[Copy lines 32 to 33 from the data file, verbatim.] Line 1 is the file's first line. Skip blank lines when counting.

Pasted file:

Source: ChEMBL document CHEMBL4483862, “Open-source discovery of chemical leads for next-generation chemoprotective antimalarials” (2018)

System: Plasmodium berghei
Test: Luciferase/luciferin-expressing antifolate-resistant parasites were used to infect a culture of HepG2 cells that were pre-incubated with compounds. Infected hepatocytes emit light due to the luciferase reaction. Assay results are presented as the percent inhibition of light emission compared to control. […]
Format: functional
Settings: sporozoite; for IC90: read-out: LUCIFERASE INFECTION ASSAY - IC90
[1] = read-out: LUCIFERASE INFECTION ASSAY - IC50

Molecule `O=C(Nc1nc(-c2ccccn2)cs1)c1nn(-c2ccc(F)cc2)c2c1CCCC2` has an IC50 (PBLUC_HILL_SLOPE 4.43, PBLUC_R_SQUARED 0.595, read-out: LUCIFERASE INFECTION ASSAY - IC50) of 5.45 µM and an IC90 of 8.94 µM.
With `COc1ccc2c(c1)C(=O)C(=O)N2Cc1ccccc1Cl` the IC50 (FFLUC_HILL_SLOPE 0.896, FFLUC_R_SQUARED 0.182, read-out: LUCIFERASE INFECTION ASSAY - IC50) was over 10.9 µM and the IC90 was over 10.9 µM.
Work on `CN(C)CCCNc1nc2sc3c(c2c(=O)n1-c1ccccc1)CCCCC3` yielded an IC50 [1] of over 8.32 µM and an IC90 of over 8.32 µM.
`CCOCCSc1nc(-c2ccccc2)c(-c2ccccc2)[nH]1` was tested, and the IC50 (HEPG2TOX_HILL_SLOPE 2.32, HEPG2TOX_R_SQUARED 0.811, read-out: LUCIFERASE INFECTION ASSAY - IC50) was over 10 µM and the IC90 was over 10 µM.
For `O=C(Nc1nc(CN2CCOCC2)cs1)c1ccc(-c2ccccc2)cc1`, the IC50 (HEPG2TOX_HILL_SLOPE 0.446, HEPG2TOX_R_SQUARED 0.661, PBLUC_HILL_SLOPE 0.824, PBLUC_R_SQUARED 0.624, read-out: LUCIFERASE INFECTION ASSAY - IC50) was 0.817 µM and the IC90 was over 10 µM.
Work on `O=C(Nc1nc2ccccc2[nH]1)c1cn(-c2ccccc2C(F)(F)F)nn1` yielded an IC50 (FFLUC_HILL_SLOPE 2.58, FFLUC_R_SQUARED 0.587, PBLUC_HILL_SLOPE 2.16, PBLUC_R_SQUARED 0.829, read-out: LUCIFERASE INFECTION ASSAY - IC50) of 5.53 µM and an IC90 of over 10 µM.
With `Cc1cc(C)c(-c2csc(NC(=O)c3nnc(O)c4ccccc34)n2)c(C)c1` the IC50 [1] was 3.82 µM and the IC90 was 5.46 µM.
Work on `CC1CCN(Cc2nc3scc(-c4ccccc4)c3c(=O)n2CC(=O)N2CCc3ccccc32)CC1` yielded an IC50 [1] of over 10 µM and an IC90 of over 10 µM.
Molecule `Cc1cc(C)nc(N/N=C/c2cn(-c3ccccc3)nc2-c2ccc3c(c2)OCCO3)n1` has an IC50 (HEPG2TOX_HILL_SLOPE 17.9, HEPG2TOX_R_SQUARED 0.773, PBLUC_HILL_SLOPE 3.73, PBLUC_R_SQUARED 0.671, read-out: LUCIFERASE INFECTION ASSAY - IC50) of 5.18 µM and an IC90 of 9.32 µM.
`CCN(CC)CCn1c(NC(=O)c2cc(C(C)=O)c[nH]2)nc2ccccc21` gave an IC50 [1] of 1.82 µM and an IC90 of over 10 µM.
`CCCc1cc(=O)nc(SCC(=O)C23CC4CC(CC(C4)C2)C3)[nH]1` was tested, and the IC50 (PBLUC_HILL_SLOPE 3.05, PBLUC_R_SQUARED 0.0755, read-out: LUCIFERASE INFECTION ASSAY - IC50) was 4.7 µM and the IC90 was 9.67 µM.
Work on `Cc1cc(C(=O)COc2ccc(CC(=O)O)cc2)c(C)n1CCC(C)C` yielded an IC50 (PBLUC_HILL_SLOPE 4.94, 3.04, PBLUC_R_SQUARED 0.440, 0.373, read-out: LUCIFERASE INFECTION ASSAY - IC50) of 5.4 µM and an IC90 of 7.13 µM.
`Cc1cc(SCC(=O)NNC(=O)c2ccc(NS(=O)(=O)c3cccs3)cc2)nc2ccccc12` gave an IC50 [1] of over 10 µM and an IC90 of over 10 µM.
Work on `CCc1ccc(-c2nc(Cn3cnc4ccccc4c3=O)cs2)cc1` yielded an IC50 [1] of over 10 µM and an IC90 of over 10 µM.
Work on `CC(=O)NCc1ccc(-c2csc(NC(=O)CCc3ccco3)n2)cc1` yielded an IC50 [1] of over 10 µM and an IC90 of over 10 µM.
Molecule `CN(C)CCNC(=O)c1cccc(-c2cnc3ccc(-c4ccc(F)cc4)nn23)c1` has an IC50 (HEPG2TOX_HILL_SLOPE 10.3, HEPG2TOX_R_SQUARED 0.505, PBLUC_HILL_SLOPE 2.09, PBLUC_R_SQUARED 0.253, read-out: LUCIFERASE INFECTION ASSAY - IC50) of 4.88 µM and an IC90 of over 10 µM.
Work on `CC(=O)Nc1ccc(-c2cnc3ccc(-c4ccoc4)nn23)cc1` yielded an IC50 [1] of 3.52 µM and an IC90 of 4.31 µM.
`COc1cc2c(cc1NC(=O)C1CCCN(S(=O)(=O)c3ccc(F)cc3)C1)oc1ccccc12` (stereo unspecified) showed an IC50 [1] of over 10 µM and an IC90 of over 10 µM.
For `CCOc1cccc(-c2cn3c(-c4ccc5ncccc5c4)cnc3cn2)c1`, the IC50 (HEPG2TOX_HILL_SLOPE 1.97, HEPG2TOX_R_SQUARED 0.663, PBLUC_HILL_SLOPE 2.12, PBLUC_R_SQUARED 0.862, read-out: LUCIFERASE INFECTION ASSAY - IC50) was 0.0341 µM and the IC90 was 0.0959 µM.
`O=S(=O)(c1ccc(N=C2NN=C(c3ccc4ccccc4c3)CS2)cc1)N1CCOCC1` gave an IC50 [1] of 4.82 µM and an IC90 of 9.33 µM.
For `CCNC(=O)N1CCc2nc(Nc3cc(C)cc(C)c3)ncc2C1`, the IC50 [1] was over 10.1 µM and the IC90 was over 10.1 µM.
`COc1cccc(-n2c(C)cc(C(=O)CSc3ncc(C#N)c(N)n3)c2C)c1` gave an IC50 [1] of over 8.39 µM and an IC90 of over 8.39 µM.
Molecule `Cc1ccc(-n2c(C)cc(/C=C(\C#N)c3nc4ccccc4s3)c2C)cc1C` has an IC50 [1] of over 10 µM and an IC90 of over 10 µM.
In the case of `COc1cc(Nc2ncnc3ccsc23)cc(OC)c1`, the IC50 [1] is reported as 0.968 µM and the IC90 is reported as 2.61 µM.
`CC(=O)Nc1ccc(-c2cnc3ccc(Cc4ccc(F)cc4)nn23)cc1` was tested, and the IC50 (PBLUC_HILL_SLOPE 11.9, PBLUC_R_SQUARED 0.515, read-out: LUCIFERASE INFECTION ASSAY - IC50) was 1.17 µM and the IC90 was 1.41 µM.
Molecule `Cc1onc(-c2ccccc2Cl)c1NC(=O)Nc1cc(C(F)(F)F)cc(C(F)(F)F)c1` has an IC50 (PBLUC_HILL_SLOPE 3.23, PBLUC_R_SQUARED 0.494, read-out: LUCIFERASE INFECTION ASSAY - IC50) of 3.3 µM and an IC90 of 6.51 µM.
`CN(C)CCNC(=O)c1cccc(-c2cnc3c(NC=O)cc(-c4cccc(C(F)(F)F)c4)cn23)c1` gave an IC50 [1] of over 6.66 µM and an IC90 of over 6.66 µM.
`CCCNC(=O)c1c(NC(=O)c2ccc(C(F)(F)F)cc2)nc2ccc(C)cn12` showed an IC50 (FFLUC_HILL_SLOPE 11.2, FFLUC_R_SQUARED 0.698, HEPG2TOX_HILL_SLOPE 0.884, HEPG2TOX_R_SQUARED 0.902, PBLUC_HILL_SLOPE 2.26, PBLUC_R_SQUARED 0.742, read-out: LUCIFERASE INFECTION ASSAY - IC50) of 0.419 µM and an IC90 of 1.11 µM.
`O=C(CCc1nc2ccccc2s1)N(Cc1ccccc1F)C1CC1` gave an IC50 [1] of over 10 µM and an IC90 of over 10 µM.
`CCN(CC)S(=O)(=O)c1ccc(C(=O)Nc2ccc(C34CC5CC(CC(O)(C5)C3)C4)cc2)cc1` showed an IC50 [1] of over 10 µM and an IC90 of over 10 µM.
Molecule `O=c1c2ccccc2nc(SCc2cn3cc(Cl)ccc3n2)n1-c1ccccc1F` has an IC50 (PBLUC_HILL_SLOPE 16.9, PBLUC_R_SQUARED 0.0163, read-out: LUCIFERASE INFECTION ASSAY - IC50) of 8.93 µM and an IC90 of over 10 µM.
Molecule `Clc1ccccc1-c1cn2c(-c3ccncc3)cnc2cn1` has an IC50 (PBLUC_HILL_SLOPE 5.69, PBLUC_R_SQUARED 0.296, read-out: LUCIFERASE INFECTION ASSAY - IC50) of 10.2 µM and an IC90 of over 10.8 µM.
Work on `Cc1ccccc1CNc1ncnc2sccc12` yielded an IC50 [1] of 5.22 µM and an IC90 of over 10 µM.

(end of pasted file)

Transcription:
Molecule `Cc1onc(-c2ccccc2Cl)c1NC(=O)Nc1cc(C(F)(F)F)cc(C(F)(F)F)c1` has an IC50 (PBLUC_HILL_SLOPE 3.23, PBLUC_R_SQUARED 0.494, read-out: LUCIFERASE INFECTION ASSAY - IC50) of 3.3 µM and an IC90 of 6.51 µM.
`CN(C)CCNC(=O)c1cccc(-c2cnc3c(NC=O)cc(-c4cccc(C(F)(F)F)c4)cn23)c1` gave an IC50 [1] of over 6.66 µM and an IC90 of over 6.66 µM.